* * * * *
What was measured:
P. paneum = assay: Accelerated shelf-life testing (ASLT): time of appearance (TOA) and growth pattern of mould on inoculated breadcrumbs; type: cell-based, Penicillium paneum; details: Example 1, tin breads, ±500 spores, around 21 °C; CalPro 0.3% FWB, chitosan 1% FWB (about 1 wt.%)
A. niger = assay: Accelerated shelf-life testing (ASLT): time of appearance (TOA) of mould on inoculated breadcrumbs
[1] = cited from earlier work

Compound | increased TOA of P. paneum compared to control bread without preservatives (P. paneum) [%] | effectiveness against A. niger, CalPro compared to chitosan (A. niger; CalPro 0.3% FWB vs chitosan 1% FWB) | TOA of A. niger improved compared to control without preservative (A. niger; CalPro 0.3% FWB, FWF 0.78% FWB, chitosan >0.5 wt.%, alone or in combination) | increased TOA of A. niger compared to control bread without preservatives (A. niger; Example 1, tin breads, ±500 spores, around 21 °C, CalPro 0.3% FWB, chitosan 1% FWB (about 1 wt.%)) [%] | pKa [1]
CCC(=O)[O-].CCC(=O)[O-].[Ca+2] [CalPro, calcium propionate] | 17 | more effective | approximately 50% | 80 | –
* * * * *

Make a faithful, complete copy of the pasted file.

What was measured:
P. paneum = assay: Accelerated shelf-life testing (ASLT): time of appearance (TOA) and growth pattern of mould on inoculated breadcrumbs; type: cell-based, Penicillium paneum; details: Example 1, tin breads, ±500 spores, around 21 °C; CalPro 0.3% FWB, chitosan 1% FWB (about 1 wt.%)
A. niger = assay: Accelerated shelf-life testing (ASLT): time of appearance (TOA) of mould on inoculated breadcrumbs
[1] = cited from earlier work

Compound | increased TOA of P. paneum compared to control bread without preservatives (P. paneum) [%] | effectiveness against A. niger, CalPro compared to chitosan (A. niger; CalPro 0.3% FWB vs chitosan 1% FWB) | TOA of A. niger improved compared to control without preservative (A. niger; CalPro 0.3% FWB, FWF 0.78% FWB, chitosan >0.5 wt.%, alone or in combination) | increased TOA of A. niger compared to control bread without preservatives (A. niger; Example 1, tin breads, ±500 spores, around 21 °C, CalPro 0.3% FWB, chitosan 1% FWB (about 1 wt.%)) [%] | pKa [1]
CCC(=O)[O-].CCC(=O)[O-].[Ca+2] [CalPro, calcium propionate] | 17 | more effective | approximately 50% | 80 | –